Jungle justice: A well-deserved punishment?

A couple of weeks ago, a thief was sighted at D block in ABH. He was caught and interrogated, but not without some beating and thumping. The Preclinical Press decided to ask some preclinical students what they feel about the situation and their thoughts on mob action.

“I don’t know the specifics; I only saw the headline and considering the latest developments with jungle justice in the country, I surmised it’s one of those cases. I understand the outrage of the people and what may have led to the beating, I don’t support it, however. This time, the thief was caught. Maybe tomorrow, they’ll be right again, but one can’t help but question how sustainable it is. They could have picked the wrong guy, beaten him before he gets a chance to give an explanation or absolve himself.”
Ibikunle Jamiu

“Can’t say because I’ve not been in that position before. I don’t know what I’d do if I caught a thief plus some of them might have been victims of theft before.”
Olayiwola Olaitan

“I, for one, have never liked the idea of jungle justice. It’s never okay to take laws into one’s hands and lynch a criminal. I understand that emotions may be high and people have this “an eye for an eye” ideology that might deter others from committing such crimes in the future but it never sits well with me. There should be security agencies put in place in every society and perpetrators of theft or other crimes should be taken to such agencies. This, I believe, is civil and is the best way to go about such matters.”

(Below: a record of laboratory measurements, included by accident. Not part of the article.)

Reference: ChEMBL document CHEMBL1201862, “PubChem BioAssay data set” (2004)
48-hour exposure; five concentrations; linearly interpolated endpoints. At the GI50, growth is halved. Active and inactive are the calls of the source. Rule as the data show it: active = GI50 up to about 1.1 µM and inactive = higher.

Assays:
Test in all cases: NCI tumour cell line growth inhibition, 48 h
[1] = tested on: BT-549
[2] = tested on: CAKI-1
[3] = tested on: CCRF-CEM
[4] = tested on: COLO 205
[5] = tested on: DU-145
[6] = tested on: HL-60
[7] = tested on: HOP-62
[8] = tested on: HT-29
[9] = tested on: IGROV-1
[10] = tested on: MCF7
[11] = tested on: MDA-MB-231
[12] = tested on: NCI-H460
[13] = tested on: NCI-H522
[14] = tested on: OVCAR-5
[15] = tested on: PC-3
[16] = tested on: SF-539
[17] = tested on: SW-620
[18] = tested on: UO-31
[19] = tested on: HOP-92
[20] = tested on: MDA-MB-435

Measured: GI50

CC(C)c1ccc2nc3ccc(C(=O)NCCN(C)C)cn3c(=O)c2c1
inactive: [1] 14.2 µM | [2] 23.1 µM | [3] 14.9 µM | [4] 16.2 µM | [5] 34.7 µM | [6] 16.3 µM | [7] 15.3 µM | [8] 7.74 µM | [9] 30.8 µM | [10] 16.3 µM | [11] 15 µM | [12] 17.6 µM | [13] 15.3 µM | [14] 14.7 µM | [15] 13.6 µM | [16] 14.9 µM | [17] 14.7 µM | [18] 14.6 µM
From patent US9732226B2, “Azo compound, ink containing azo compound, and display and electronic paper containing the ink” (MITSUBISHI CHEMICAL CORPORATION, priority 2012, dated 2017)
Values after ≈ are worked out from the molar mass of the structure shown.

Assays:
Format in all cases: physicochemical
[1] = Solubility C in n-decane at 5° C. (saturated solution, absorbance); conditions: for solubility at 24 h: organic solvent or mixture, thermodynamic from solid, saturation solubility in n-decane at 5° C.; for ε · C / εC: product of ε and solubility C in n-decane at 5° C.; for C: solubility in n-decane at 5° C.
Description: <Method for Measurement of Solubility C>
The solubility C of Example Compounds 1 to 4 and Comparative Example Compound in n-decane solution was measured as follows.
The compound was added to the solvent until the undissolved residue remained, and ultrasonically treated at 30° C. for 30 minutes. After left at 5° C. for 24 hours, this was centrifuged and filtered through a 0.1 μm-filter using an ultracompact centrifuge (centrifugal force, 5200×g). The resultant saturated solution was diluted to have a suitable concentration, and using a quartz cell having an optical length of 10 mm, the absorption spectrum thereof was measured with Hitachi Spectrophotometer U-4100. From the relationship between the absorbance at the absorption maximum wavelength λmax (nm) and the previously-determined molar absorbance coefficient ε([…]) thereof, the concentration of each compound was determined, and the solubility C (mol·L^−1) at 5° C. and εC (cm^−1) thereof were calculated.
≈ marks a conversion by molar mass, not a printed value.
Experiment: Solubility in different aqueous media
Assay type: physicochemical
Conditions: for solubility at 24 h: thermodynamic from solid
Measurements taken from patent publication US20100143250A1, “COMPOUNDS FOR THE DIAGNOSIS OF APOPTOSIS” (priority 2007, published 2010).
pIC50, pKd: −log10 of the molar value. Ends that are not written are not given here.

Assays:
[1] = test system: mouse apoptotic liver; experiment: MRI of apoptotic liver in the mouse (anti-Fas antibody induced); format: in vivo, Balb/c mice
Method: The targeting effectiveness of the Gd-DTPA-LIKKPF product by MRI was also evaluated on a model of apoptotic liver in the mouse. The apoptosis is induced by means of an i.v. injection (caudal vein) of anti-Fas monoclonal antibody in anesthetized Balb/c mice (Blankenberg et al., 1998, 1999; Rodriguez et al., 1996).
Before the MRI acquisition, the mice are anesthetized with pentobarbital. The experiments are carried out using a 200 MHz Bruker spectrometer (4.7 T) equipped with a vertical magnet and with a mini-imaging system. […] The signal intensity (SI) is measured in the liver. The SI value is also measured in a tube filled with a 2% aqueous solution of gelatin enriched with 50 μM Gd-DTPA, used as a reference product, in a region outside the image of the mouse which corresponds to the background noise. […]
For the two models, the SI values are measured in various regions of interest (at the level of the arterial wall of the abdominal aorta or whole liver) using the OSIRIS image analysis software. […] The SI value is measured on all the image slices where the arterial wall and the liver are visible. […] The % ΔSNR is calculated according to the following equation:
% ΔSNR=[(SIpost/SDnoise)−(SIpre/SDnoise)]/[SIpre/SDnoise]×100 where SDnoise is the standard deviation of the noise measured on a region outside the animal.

Ijezie Ifeanyi Collins

Ideally, I’m not a fan of mob action of that sort. The best thing would be to hand offenders to policemen or other security officers. But in reality, it’s the only deterrent that might actually work. From boarding school, I’ve seen how people become less likely to steal knowing they would be caught by other students as opposed to whatever punishment the school might serve. Some guys would legit choose suspension over mob action because, omo! People are brutal. The issue lies with how far is really too far. Mobs often spiral out of control of the initial crowd. People die. Arson occurs. Fights break out. So who gets to determine when it’s really ‘enough’?”
John Eriomala

“I’m not in support of mob action. I don’t think it is the masses’ right to take the law into their hands by punishing criminals. A lot of mob action has led to punishing ‘falsely alleged’ criminals. Perhaps if action is taken through the right channel, such will not happen. Moreso, the masses will even most likely be extreme in punishing the offenders.”
Ademola Khadijah

“I am honestly not a fan of jungle justice. I understand that at that point emotions are high and all they want to do is beat up a thief. However, one has to learn control. The moment a thief is caught, the person should be handed over to the appropriate authorities for discipline and not taking laws into one’s hands. Take for instance, the thief kicks the bucket in the beating process, lol, at that point the ones that took laws into their hands, especially in a place where they can be tracked down have entered trouble. I’m sure you know the punishment for taking someone’s life. So, no, I am not okay with it. Hand the thief over to appropriate authorities for punishment.”